This October Fish A Long is one for the record books! Besides landing hundreds of trout and whitefish, the weather was exceptional with clear skies, temps in the low 80’s and very little wind. We even hooked a couple steelhead & landed one.
To top it all off, we burned lots of firewood and barbecued lots steak. Plus the road had been freshly graded and there were plenty of bighorn sheep putting on a show across the river.
While nymphing tactics worked best, in the evening Rich threw dries and was rewarded with some dry fly action.
The eggstravaganza should hold up for a while as the salmon spawn is in its early stages. I’m already looking forward to returning for the November 11th Fish A Long!
The guy at Camp Sherman Fly Shop summed up the Metolius River perfectly; it’s the prettiest river in Oregon but also the hardest to fish. The water is super clear and the trout are educated and picky! We all got fish, but had to work hard for every one.
Special thanks to Josh Linn for his presentation on fishing the Metolius before our trip. His info was spot on!
Green Drake dries and Euro Nymphing tactics produced the best. Rich even had a big bull trout rise from the depths of a deep pool to grab a rainbow he was fighting. It was a sight!
The water temperature averaged 46 degrees. Thick winter socks under your waders made long wading sessions comfortable.
Five of us camped at the Lower Bridge Campground. On Friday we enjoyed a fun dinner at the Three Creeks Brewery after hitting The Fly Fishers Place for the hot fly patterns.
Overall we had good weather but mornings & evenings were chilly. Fortunately we had plenty of firewood and good times were had by all.
Harriet Lake was freshly stocked and the fishing was on fire! As you’d suspect most of the fish were in the 10-13” range but a few 15 to 18” trout were landed. The hot techniques were trolling small dark leeches on an intermediate line or the lake standby, suspending Chironomids (or small nymphs) under an indicator.
We chose Harriet as the water stays cool thru the summer. This weekend is was 48 in the morning and got up to 52 in the afternoon. Also, the water is extremely clear and will all the trout swimming around it was like fishing in an aquarium. We had a good turnout with 8 club members fishing on Saturday.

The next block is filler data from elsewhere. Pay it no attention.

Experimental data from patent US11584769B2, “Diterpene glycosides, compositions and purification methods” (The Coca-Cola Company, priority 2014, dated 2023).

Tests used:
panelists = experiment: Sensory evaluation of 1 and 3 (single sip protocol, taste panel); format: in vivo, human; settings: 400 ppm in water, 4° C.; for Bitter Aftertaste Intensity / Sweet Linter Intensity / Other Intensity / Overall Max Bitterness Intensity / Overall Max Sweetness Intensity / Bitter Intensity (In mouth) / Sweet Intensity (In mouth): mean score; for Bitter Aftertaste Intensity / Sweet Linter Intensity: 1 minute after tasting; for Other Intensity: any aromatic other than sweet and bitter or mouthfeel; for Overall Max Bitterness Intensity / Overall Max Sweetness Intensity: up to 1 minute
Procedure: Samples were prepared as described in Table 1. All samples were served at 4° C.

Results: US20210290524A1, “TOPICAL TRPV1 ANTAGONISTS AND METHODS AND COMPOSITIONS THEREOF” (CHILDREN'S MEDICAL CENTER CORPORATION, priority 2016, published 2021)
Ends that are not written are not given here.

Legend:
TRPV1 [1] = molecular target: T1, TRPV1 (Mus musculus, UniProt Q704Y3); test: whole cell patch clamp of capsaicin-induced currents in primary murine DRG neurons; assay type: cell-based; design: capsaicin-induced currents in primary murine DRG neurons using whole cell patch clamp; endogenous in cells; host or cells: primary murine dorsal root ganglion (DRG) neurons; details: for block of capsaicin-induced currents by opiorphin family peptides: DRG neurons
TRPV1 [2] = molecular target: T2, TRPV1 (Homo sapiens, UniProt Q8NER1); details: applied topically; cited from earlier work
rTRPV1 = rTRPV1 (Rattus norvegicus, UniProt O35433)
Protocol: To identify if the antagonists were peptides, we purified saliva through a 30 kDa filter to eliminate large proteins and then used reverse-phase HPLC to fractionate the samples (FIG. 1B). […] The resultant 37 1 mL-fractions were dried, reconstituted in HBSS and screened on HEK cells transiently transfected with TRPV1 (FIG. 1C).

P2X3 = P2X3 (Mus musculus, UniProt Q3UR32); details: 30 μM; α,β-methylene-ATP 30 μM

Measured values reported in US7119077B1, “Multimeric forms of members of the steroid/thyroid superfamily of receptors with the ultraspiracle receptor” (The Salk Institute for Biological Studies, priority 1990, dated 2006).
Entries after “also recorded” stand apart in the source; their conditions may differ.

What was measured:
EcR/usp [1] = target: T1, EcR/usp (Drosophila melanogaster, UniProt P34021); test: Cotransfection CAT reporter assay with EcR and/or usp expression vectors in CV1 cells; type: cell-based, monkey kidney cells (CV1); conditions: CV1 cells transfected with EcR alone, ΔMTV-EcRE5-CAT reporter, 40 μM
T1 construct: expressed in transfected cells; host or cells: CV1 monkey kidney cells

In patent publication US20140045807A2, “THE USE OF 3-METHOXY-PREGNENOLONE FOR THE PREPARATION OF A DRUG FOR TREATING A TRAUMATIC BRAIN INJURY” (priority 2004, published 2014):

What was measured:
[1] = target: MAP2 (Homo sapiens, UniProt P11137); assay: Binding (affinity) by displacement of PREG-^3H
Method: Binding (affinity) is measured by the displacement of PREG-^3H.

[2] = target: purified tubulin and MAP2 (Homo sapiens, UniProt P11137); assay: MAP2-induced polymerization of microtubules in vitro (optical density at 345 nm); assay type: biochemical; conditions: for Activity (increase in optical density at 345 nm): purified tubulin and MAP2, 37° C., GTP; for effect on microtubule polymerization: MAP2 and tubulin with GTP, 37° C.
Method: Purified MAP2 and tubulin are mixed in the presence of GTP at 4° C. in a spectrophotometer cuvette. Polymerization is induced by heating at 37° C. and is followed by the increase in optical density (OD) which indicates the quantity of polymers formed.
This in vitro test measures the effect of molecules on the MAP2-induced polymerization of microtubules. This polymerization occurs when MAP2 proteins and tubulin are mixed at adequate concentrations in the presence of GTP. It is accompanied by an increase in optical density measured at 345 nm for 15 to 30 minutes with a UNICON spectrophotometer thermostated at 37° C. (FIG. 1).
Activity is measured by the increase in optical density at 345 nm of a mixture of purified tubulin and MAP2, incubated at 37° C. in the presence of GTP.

Five of us camped out at Shellrock Creek campground, a semi primitive first come campground about ten minutes from Harriet. We were blessed with perfect weather and good times we’re had by all. Thanks to everyone for coming!
This months Fish A Long was about more than fly fishing. Besides catching fish in a beautiful coastal forest setting, we had a steak lunch, camp fires plus some very good weather.
Several of us decided to have a long weekend, starting off with a late lunch at Copper River in Hillsboro on Thursday before hitting Howell Ponds for Bluegill. We fished for a few hours then headed to Rainier Lakes, arriving about 8pm, pitched camp and started a fire.
On Friday we slept in then enjoyed coffee and conversation around camp. There didn’t seem to be any reason to rush as the early morning anglers were not catching anything, so we eased into the day and started fishing around 10:30 then quit for lunch at 2:30, all of us doing pretty good on Chironomids, both cast & slowly strip or dangled under an indicator. With the warmer weather many of the trout were six to eight feet down in the cooler, deeper water near the dike.
We made a run to Longview and had a late lunch at this great place called Porky’s then picked up a few supplies for our Saturday lunch at Fred Meyer.
On Saturday I went down the hill to open the gate, made coffee and waited for people to arrive from 7:45 to 8:30 while listening to an Audible book. It was a relaxing way to start the day.
With the warm weather all week the bite was a little slow but everyone got fish.
The best flies were Red V-Rib Chironomids, Brown Snow Cone Chironomid and an Olive Chironomid w/red tail, all around size 12-14.
Our steak lunch was a big hit and we had a perfect day for it. Afterwords several of us had a strong case of food coma. This lead to the invention of a new effective technique; dock nymphing. This is nothing more than being too lazy to put back on your waders and fins to float tube, so you sit on the dock, soak an indicator rig close by and tell jokes & lies until a cooperative fish comes along. It’s surprisingly effective!
The weather turned cooler on Saturday evening. Sunday dawned cool & cloudy. We each caught a few in the morning before packing up and heading home.
Thanks to everyone for coming and making this months Fish A Long a success!
Our fish a longs are starting to morph into some first rate guys weekends! Rich came up with idea to head out Friday & camp at the lake. But first we’d stop at the newly opened Smokehouse Chicken & Guns in Gales Creek before hitting Howell Pond (we didn’t want to soremouth the fish in Schmedeke before the fish a long). It was a great place to fuel up before fishing.
Fishing at Howell Pond wasn’t hot but we all got some nice fish up to 19 inches. Rich stuck to throwing small “no see um” dries to match a hatch of small dark midges while Dave & I got our fish on leeches.
After fishing we had good burgers at the Gales Creek Tavern before driving to Schmedeke Pond to camp for the night.
Saturday dawned a little misty with drizzle off and on thru the morning.